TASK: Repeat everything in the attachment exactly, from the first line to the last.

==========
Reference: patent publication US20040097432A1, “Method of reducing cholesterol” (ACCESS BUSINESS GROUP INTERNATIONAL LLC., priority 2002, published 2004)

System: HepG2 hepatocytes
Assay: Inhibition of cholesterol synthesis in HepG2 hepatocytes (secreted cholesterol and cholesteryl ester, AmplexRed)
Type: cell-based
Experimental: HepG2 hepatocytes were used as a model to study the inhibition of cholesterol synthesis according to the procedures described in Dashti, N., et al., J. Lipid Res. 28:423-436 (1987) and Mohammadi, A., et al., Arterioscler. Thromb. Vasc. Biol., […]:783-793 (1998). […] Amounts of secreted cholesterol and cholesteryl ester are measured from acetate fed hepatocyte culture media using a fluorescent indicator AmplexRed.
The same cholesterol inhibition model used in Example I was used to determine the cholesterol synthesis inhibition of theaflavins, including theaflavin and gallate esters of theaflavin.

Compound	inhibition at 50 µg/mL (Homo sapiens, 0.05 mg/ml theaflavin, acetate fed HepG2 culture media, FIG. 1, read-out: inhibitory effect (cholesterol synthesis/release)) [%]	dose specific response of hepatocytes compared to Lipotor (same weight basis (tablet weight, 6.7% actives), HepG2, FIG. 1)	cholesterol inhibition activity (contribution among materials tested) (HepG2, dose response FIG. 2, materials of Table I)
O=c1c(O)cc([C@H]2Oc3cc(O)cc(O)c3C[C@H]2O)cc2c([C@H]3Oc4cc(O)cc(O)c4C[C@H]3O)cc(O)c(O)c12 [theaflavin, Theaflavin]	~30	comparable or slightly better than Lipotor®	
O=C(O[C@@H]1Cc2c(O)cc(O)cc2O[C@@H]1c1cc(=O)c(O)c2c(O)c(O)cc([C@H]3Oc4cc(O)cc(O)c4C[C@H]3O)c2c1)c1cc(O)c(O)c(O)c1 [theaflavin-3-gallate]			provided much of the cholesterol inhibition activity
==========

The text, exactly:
Reference: patent publication US20040097432A1, “Method of reducing cholesterol” (ACCESS BUSINESS GROUP INTERNATIONAL LLC., priority 2002, published 2004)

System: HepG2 hepatocytes
Assay: Inhibition of cholesterol synthesis in HepG2 hepatocytes (secreted cholesterol and cholesteryl ester, AmplexRed)
Type: cell-based
Experimental: HepG2 hepatocytes were used as a model to study the inhibition of cholesterol synthesis according to the procedures described in Dashti, N., et al., J. Lipid Res. 28:423-436 (1987) and Mohammadi, A., et al., Arterioscler. Thromb. Vasc. Biol., […]:783-793 (1998). […] Amounts of secreted cholesterol and cholesteryl ester are measured from acetate fed hepatocyte culture media using a fluorescent indicator AmplexRed.
The same cholesterol inhibition model used in Example I was used to determine the cholesterol synthesis inhibition of theaflavins, including theaflavin and gallate esters of theaflavin.

Compound	inhibition at 50 µg/mL (Homo sapiens, 0.05 mg/ml theaflavin, acetate fed HepG2 culture media, FIG. 1, read-out: inhibitory effect (cholesterol synthesis/release)) [%]	dose specific response of hepatocytes compared to Lipotor (same weight basis (tablet weight, 6.7% actives), HepG2, FIG. 1)	cholesterol inhibition activity (contribution among materials tested) (HepG2, dose response FIG. 2, materials of Table I)
O=c1c(O)cc([C@H]2Oc3cc(O)cc(O)c3C[C@H]2O)cc2c([C@H]3Oc4cc(O)cc(O)c4C[C@H]3O)cc(O)c(O)c12 [theaflavin, Theaflavin]	~30	comparable or slightly better than Lipotor®	
O=C(O[C@@H]1Cc2c(O)cc(O)cc2O[C@@H]1c1cc(=O)c(O)c2c(O)c(O)cc([C@H]3Oc4cc(O)cc(O)c4C[C@H]3O)c2c1)c1cc(O)c(O)c(O)c1 [theaflavin-3-gallate]			provided much of the cholesterol inhibition activity